Hedrick v. Byerly, 119 N.C. 420 (1896)

Sept. 1896 · Supreme Court of North Carolina
119 N.C. 420


A ction to Foreclose Mortgage — Limitations—Husband and Wife — Wife’s Land as Surety for Husband’s Debt.

1. Although a debt may he barred by the statute, yet a mortgage by which the debt is secured, if itself not barred, may be foreclosed by the mortgagee in proceedings for that purpose.

2. While a married woman’s land, which has been mortgaged to secure her husband’s debt, is to be treated as a surety, and will be discharged by any act of the creditor or principal which would release any other surety, yet the fact that action on a note signed by husband and wife and secured by mortgage on the wife’s land is barred as to her, does not bar a suit to foreclose the mortgage.

Civil aotioN, tried before HoTce, J'., at Spring Term, 1896, of DavidsoN Superior Court. The facts appear in the opinion of Associate Justice Montgomery. There was judgment for plaintiff and defendants appealed.

Messrs. Robbins c& Raper, for plaintiff.

. Messrs. Walser dk Walser and R. T. Pickens, for defendants (appellants).


This action was commenced on the 6th of August, 1895, to foreclose a mortgage on real estate. The land conveyed was the property of the feme defendant, and the debt that of the husband, evidenced by a sealed promissory note executed by both of the defendants and payable on the 1st day of November, 1884. A payment was made on the debt on the 8th of September, 1893. Th&feme defendant requested his Honor to hold as matter of law “ that the land mortgaged, being the property of the wife, put her interest in position of surety to the debt of *421tbe husband. That the demand as to her was barred in three years, and that no act of the husband after the three years had run could renew or continue the lien or mortgage on the land of the wife for the debt of the husband.” His Honor refused to so decide as to the mortgage, and held that the payment made by the husband on the debt within ten years from maturity would continue the lien of the mortgage. There was no error in this ruling. It is well settled by repeated decisions of this Court that where a wife joins her husband in a conveyance of her separate property to secure a debt of the husband, the relation which she sustains to the transaction is that of surety.” Purvis and wife v. Carstaphen, 73 N. C., 575 at p. 581; Gore v. Townsend, 105 N. C., 228; Hinton v. Greenleaf, 113 N. C., 6. And it is also true that whatever act which, on the part of a principal, would discharge a surety, would also discharge the property of the wife from liability under a mortgage or deed of trust made to secure the debt of her husband. Pintón v. Greenleaf, supra. But it is to be borne in mind that a married woman cannot, in this State, mate a legal contract, either as principal or as surety for her husband, which will bind her real estate.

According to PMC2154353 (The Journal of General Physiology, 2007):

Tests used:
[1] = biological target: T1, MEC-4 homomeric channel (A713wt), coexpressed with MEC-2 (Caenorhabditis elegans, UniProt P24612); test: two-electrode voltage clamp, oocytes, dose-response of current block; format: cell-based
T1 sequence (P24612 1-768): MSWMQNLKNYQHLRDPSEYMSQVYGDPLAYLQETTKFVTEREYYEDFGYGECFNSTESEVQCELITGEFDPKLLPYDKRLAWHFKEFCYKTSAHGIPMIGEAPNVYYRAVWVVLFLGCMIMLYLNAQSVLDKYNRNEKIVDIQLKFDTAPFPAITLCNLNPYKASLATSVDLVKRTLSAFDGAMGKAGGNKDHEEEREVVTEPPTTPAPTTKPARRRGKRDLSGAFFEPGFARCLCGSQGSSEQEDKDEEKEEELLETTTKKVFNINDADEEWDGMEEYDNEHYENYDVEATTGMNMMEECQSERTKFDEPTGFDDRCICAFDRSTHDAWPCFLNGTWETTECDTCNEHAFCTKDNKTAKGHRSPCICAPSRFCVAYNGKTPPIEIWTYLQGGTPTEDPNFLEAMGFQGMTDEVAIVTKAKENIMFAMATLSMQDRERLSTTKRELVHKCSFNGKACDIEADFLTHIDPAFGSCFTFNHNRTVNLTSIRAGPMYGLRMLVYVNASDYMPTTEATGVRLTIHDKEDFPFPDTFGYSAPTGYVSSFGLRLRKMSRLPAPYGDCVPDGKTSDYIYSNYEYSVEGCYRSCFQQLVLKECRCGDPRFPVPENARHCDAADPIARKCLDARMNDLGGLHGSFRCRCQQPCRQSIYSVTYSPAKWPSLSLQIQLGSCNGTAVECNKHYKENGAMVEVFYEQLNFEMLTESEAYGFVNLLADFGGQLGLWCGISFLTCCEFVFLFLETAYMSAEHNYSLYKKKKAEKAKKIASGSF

She can, if she chooses, charge her separate real estate with the payment of a debt of her husband by way of mortgage or deed of trust with privy examination. Farthing v. Shields, 106 N. C., 289. Therefore, when a married woman charges her separate real estate with the payment of-her husband’s debt, the land is not conveyed to make good any legal contract that she has made with the creditor, but to secure the husband’s contract to makegood his debt by a .charge on her separate estate. She, by her act, makes no contract, but appropriates the property conveyed in.the deed to the payment of her husband’s debt, and as long as the mortgage is not barred by the Statute *422of Limitations the lands can be subjected to the payment of the debt. And it has been held in the case of Cross v. Allen, 141 U. S., 528, that the payment of interest by a husband upon his note, secured by a mortgage upon the separate real estate of his wife, operates to keep alive the mortgage security. But, for the sake of the argument, suppose it be admitted that the feme defendant’s plea of the Statute of Limitations had been agoodone and so held by the court below, it could avail her nothing. The Statute of Limitations defeats the remedy when the note is sued upon, but it does not discharge the debt; and, although the debt might be barred by the statute, yet the mortgage by which the debt is secured, if itself not barred, may be foreclosed by the mortgagee-in proceedings for that purpose. Capehart v. Dettrick, 91 N. C., 344; Arrington v. Howland, 97 N. C., 127 ; Jenkins v. Wilkinson, 113 N. C., 532.

No Error-